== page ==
I got the question, or more hint to continue writing on this series by friends. The reason which takes me that long is, that since I moved to Stockholm I do not have an oven anymore. And writing about baking bread and baking in general makes me sad because I cannot do it at the moment. On top I wanted to present nice new pictures. but I do not have new ones ...

Anyway, here are some tips or things I like to do and think they are important to produce a nice loaf of bread.

1. Take time.

Your bread needs time after mixing the dough to grow! Especially, for bread without yeast or when your room is rather cold. And as more time you give your bread to grow as nicer it gets in the end. HEnce when you know you wanna bake, it is worth a thought to prepare the dough in the morning but bake the bread in the afternoon or evening and just leave the bread to itself for some hours.

2. Fermentation basket

A fermentation basket as you can see it in the picture, is very useful because it helps your bread to grow up and not to all directions. It is not necessary, hence do not run for the store and buy one when you just started. But when you bake every week it is a very nice help and i really like it, because your bread looks super pretty. If you do not have one you can easily use a big bowl and just put that over your bread, then there are also boundaries at the sides and your bread grows up. When you just leave it growing on a baking sheet it very often, depending on the dough, it grows to the sides and you end up with some kind of round flat cake-bread. When you use the bowl, take care to not remove it so long before putting your bread in the oven because it could collapse. What I like to do is to put some water on my bread and adding some seeds, for example sesame before baking. When you have a basket you could just put some flour and sesame in the basket before putting your bread in there.

3. Oven settings and vapour

I am a big fan of the air circulation setting for baking, but with bread take the setting lower and upper heat. When you use the circulation to much water leaves the bread and it gets very dry and crumbles a lot. I still use the circulation setting to heat up the oven because I think it is faster and then I know that the temperature is evenly distributed in the oven. As soon as I reached the temperature, I change the settings to lower and upper heat and put a baking sheet filled with water on the lowest rail. Normally, the temperature drops a little hence wait until the baking temperature is reached again and then put your bread in. Set an alarm for 10-15 minutes. During this time the baking tray with the water stays in the oven. I do that because water evaporates and then condensates on the loaf, with the heat the uttermost shell is getting baked with water and a lot of heat and forms a very nice crust. After the alarm I take the water out -  be careful it is very easy to burn yourself - and decrease the temperature a little bit. This process with the water has a special name in German: Schwaden. An extra point to do that next to have a nice crust it that the crust protects the water inside of the loaf in the dough to leave the bread, hence it is baked slowly. The result is easy, you have a nice juicy inside in the bread with a nice crust on the outside. No dry, crumbly inside.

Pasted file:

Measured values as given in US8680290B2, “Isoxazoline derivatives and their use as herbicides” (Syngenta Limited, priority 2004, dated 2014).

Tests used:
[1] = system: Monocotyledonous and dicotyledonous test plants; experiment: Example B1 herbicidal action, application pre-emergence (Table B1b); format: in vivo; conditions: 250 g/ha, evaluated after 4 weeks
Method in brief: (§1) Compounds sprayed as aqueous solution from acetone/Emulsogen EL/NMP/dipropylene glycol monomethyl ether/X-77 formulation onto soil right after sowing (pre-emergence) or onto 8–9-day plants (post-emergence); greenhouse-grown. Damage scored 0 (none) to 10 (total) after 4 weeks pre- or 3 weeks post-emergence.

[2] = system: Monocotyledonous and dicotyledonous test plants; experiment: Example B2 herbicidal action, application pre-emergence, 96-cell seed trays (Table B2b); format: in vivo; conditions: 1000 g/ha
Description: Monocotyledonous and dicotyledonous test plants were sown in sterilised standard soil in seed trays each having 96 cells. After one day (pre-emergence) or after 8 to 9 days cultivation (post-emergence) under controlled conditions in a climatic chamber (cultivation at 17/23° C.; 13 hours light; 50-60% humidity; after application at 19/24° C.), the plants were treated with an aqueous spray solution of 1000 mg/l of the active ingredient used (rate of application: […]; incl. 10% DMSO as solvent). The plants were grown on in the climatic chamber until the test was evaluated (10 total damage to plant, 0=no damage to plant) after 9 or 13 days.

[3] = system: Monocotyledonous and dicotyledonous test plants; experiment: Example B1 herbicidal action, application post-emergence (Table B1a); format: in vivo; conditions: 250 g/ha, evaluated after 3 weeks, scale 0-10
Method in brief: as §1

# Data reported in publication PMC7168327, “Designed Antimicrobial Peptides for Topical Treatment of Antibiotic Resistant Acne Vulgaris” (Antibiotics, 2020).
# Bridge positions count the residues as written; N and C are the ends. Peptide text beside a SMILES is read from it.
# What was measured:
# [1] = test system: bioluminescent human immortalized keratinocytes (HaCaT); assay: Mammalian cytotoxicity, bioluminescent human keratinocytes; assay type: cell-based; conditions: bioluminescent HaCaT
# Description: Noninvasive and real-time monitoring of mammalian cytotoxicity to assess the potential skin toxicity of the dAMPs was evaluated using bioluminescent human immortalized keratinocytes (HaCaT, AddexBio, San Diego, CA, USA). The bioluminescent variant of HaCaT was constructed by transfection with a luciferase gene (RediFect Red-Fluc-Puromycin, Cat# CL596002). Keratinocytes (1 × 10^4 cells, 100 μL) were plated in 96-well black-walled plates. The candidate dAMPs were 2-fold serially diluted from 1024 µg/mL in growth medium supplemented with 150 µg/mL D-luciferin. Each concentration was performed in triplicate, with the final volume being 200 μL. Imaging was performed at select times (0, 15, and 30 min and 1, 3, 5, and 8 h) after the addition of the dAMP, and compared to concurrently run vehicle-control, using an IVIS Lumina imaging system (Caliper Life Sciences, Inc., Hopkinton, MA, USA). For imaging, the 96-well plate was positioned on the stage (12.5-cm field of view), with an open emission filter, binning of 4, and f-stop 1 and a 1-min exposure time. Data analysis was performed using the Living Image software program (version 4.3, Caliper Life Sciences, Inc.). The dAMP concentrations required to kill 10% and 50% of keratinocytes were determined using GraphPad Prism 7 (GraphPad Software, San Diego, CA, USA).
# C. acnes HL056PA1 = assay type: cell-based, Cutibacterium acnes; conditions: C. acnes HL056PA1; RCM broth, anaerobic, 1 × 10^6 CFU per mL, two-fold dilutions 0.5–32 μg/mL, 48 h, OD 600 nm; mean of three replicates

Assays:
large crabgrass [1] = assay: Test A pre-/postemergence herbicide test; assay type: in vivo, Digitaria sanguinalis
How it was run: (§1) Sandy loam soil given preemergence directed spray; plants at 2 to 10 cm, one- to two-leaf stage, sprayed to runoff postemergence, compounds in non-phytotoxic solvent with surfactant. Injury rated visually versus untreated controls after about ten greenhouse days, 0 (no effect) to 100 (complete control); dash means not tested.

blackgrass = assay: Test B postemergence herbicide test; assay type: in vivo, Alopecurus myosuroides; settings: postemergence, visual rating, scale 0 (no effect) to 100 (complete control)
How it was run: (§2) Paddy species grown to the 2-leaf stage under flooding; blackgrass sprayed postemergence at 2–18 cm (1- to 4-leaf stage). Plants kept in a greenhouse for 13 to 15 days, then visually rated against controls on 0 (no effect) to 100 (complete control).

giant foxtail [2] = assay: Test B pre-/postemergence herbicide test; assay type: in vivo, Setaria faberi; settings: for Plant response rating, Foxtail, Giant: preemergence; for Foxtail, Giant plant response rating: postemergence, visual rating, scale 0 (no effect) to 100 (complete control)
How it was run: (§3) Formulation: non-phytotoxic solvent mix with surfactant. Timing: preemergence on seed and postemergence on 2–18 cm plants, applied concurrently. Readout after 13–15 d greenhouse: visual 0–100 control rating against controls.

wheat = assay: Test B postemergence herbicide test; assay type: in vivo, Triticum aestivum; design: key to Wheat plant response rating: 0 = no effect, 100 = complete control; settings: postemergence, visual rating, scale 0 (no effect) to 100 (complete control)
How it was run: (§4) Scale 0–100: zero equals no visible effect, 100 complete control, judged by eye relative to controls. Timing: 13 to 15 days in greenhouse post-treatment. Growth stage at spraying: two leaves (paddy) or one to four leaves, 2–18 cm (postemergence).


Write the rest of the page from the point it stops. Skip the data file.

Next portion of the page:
In the beginning of baking I tried it with a bowl of water next to the bread during the baking process but the result isn't as convincing as the Schwaden. To put some extra work in here in the beginning really pays off.

 

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